Felipe Massa rounded out the podium positions for Williams with a superb performance that marked his first top-three finish since the 2013 Spanish Grand Prix. Teammate Valtteri Bottas came home in fourth, promoting Williams up to third place in the constructors’ championship as Ferrari could score just two points at its home race thanks to Kimi Raikkonen in ninth.

Daniel Ricciardo continued his rule over Sebastian Vettel by finishing one place ahead of his teammate in fifth, whilst Sergio Perez secured seventh following Magnussen’s penalty. The Dane was eventually classified tenth behind teammate Jenson Button and Raikkonen.

At Monza today, nobody had an answer for Lewis Hamilton. The British driver produced a sensational drive to defeat his teammate and cut the gap at the top of the standings to Rosberg.

Formula 1 returns in two weeks’ time with the Singapore Grand Prix. With six races to go, can Hamilton overhaul Rosberg at the top to win a second world title?

Toyota No. 8 car wins the 24 Hours of Le Mans for third consecutive year

24 Hours of Le Mans
JEAN-FRANCOIS MONIER/AFP via Getty Images
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LE MANS, France — Toyota Gazoo’s No. 8 car comfortably won the 24 Hours of Le Mans by five laps Sunday to secure a third straight victory in the prestigious endurance race.

It was also a third consecutive win for Swiss driver Sebastien Buemi and Japan’s Kazuki Nakajima driving. Brendon Hartley was the other driver, having replaced two-time Formula One champion Fernando Alonso.

Buemi and Hartley sat on the side of the car as Nakajima drove toward the podium. Hartley won for a second time after tasting success with the Porsche LMP Team in 2017 before an unhappy season in Formula One.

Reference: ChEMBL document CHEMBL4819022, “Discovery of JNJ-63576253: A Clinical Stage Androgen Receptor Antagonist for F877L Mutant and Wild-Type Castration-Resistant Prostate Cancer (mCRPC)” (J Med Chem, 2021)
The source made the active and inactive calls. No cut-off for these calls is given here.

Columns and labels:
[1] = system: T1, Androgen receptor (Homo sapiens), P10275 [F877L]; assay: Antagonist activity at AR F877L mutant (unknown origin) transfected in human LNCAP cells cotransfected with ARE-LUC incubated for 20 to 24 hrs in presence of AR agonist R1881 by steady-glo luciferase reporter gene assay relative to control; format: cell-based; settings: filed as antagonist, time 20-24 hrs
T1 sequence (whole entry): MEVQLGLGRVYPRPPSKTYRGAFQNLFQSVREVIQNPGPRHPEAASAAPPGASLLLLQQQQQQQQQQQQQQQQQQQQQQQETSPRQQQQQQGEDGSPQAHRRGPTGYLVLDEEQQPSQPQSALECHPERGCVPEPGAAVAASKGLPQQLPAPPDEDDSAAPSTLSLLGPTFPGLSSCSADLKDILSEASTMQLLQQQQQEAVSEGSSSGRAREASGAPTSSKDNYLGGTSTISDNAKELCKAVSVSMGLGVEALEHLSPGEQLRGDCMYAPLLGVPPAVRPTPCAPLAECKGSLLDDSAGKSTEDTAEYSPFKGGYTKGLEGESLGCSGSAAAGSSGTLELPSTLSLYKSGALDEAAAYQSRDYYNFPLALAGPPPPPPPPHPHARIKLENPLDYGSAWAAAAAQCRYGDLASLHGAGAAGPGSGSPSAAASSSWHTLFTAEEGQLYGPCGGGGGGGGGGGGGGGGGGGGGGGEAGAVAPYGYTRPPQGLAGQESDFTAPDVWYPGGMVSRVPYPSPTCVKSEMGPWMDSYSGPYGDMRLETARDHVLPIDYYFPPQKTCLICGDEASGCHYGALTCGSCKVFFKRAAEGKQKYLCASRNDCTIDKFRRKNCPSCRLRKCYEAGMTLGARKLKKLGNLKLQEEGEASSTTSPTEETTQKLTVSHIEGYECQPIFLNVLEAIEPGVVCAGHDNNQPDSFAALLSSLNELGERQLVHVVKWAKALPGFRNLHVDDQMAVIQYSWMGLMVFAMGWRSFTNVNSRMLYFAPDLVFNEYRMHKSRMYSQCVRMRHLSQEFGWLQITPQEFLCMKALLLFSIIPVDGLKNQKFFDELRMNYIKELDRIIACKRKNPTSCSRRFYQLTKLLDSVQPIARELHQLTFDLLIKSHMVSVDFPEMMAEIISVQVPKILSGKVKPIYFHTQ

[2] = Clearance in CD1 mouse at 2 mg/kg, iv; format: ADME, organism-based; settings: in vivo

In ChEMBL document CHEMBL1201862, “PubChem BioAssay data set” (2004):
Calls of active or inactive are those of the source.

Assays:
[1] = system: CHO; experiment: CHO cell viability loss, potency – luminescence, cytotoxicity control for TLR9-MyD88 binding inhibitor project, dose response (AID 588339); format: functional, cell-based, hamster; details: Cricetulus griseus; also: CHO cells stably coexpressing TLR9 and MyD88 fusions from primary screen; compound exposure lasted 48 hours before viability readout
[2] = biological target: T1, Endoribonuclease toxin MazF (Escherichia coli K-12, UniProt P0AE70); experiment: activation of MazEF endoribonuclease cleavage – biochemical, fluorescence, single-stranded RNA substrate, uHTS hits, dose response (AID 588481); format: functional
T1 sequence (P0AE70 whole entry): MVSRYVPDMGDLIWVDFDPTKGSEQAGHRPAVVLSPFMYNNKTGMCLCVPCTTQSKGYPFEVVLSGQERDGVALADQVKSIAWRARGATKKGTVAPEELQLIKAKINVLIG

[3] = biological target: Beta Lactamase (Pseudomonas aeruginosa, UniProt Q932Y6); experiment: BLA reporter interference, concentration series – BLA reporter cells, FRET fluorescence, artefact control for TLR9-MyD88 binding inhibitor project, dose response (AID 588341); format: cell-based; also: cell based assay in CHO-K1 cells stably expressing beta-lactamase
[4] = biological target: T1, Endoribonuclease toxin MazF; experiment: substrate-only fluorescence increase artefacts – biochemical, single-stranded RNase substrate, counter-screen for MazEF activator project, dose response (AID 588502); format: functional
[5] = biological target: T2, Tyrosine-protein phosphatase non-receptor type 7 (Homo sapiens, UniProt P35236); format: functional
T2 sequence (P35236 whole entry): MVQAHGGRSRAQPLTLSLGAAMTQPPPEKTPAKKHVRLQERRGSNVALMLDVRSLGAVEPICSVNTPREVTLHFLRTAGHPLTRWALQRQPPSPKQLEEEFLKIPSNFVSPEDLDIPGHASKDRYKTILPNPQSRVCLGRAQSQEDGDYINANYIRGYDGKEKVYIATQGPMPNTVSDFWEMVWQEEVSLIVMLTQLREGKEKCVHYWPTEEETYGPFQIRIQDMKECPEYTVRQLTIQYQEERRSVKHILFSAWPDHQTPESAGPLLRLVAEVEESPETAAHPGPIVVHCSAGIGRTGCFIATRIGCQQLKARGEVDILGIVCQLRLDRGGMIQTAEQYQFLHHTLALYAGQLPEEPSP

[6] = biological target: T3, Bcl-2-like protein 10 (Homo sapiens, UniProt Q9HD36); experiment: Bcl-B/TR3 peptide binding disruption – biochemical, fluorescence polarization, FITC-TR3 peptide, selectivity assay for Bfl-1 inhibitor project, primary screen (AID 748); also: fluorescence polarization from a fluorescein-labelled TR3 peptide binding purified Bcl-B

The Swiss team’s Rebellion No. 1 featured American driver Gustavo Menezes and Brazilian Bruno Senna – the nephew of late F1 great Ayrton Senna.

It finished one lap ahead of Toyota Gazoo’s No. 7, with Rebellion’s No. 3 finishing in fourth place.

For much of the race it looked like Toyota’s No. 7 would win after leading comfortably from pole position. But late into the night the car encountered an engine problem and the 30-minute stop in the stands proved costly.

The race was first held in 1923. A total of 252,500 spectators attended in 2019, but there were none this year when the race started three months late because of the novel coronavirus (COVID-19) pandemic.

“We miss the fans,” New Zealander Hartley said. “I look forward to seeing all the fans again.”

In other divisions:

United Autosports won the LMP2 division with the entry of Filipe Albuquerque, Paul Di Resta and Phil Hanson.

–In LMGTE Pro, the victory was claimed by Aston Martin Vantage AMR of Maxime Martin, Alex Lynn and Harry Tincknell (who drives for Mazda in the DPi division of IMSA).

–TF Sport won the LMGTE Am class.

The Toyota No. 7 took pole after former F1 driver Kamui Kobayashi narrowly edged out the Rebellion No. 1 team in qualifying.

In damp and humid conditions Mike Conway got away cleanly from the start, while Senna held off Buemi.

After nearly seven hours, Toyota’s No. 8 fell back after a 10-minute stop in the stands to fix a brake-cooling problem on Kazuki Nakajima’s car. Rebellion’s No. 1, driven by Frenchman Norman Nato, took advantage to move into second place behind Toyota’s No. 7.

Then came the decisive moment at 2:40 a.m. as the No. 7 – also featuring Argentine Jose Maria Lopez – encountered a turbo problem. When the car came back out it was back in fourth.

“We had a few problems early in the race,” Nakajima said. “Later they had a bigger issue than us.”

Rebellion’s No. 1 encountered a problem on the hood at around 9 a.m. and the change took six minutes, allowing the Rebellion No. 3 (Nathanael Berthon-Louis Deletraz-Romain Dumas) to close the gap.

It was becoming a tight battle between the two Rebellion cars behind Toyota’s No. 8.

At 12 p.m. Rebellion No. 3 with Dumas behind the wheel was only one second ahead of No. 1 driven by Menezes. Then both cars came in for a driver change with Deletraz swapping for Dumas on a lengthy stop, and Nato for Menezes as Rebellion No. 1 suddenly moved ahead of its team rival.

Dumas, a winner in 2016 with Porsche, appeared unhappy at the strategy decision to bring his car in first and the length of the stop. There were tense explanations in the team garage.

Colombian Tatiana Calderon, an F1 test driver with Alfa Romeo, was in the Richard Mille Racing Team in the LMP2 category. She was joined by German Sophia Florsch – an F3 driver – and Dutchwoman Beitske Visser. They placed ninth out of 24 in their category.